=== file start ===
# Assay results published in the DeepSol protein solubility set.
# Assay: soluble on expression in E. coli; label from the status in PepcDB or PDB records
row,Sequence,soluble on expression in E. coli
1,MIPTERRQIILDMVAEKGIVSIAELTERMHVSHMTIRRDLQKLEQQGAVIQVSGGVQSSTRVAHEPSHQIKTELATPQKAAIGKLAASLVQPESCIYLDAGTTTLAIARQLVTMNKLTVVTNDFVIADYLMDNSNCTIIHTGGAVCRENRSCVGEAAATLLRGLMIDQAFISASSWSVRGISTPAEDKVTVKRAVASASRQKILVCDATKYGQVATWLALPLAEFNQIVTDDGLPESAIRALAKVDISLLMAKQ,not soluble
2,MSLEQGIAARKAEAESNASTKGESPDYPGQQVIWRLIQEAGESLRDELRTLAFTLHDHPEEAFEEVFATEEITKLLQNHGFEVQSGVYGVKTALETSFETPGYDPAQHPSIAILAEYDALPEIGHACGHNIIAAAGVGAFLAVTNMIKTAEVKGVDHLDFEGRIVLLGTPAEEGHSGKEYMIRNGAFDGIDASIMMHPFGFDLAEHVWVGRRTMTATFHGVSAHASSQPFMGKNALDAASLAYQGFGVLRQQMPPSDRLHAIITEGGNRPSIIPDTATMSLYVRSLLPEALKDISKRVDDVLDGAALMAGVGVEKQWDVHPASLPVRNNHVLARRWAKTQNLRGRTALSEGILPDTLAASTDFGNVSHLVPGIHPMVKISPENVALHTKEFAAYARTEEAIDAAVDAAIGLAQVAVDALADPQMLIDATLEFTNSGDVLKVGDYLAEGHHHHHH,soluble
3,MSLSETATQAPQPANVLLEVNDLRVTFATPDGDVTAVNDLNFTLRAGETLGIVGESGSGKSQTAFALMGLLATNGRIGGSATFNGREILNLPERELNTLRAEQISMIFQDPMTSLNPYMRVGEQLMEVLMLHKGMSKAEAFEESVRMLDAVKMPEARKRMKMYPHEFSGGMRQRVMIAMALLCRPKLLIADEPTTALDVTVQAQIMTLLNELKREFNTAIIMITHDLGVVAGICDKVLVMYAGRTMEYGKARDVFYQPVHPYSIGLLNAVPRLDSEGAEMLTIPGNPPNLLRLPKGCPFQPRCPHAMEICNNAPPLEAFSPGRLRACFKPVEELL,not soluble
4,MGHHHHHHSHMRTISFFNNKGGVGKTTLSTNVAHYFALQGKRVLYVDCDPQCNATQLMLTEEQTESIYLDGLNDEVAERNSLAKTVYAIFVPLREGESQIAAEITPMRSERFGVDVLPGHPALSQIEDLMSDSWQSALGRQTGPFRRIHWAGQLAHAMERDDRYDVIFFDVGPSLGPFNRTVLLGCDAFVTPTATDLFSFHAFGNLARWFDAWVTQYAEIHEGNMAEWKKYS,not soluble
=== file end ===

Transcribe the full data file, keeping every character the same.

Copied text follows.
# Assay results published in the DeepSol protein solubility set.
# Assay: soluble on expression in E. coli; label from the status in PepcDB or PDB records
row,Sequence,soluble on expression in E. coli
1,MIPTERRQIILDMVAEKGIVSIAELTERMHVSHMTIRRDLQKLEQQGAVIQVSGGVQSSTRVAHEPSHQIKTELATPQKAAIGKLAASLVQPESCIYLDAGTTTLAIARQLVTMNKLTVVTNDFVIADYLMDNSNCTIIHTGGAVCRENRSCVGEAAATLLRGLMIDQAFISASSWSVRGISTPAEDKVTVKRAVASASRQKILVCDATKYGQVATWLALPLAEFNQIVTDDGLPESAIRALAKVDISLLMAKQ,not soluble
2,MSLEQGIAARKAEAESNASTKGESPDYPGQQVIWRLIQEAGESLRDELRTLAFTLHDHPEEAFEEVFATEEITKLLQNHGFEVQSGVYGVKTALETSFETPGYDPAQHPSIAILAEYDALPEIGHACGHNIIAAAGVGAFLAVTNMIKTAEVKGVDHLDFEGRIVLLGTPAEEGHSGKEYMIRNGAFDGIDASIMMHPFGFDLAEHVWVGRRTMTATFHGVSAHASSQPFMGKNALDAASLAYQGFGVLRQQMPPSDRLHAIITEGGNRPSIIPDTATMSLYVRSLLPEALKDISKRVDDVLDGAALMAGVGVEKQWDVHPASLPVRNNHVLARRWAKTQNLRGRTALSEGILPDTLAASTDFGNVSHLVPGIHPMVKISPENVALHTKEFAAYARTEEAIDAAVDAAIGLAQVAVDALADPQMLIDATLEFTNSGDVLKVGDYLAEGHHHHHH,soluble
3,MSLSETATQAPQPANVLLEVNDLRVTFATPDGDVTAVNDLNFTLRAGETLGIVGESGSGKSQTAFALMGLLATNGRIGGSATFNGREILNLPERELNTLRAEQISMIFQDPMTSLNPYMRVGEQLMEVLMLHKGMSKAEAFEESVRMLDAVKMPEARKRMKMYPHEFSGGMRQRVMIAMALLCRPKLLIADEPTTALDVTVQAQIMTLLNELKREFNTAIIMITHDLGVVAGICDKVLVMYAGRTMEYGKARDVFYQPVHPYSIGLLNAVPRLDSEGAEMLTIPGNPPNLLRLPKGCPFQPRCPHAMEICNNAPPLEAFSPGRLRACFKPVEELL,not soluble
4,MGHHHHHHSHMRTISFFNNKGGVGKTTLSTNVAHYFALQGKRVLYVDCDPQCNATQLMLTEEQTESIYLDGLNDEVAERNSLAKTVYAIFVPLREGESQIAAEITPMRSERFGVDVLPGHPALSQIEDLMSDSWQSALGRQTGPFRRIHWAGQLAHAMERDDRYDVIFFDVGPSLGPFNRTVLLGCDAFVTPTATDLFSFHAFGNLARWFDAWVTQYAEIHEGNMAEWKKYS,not soluble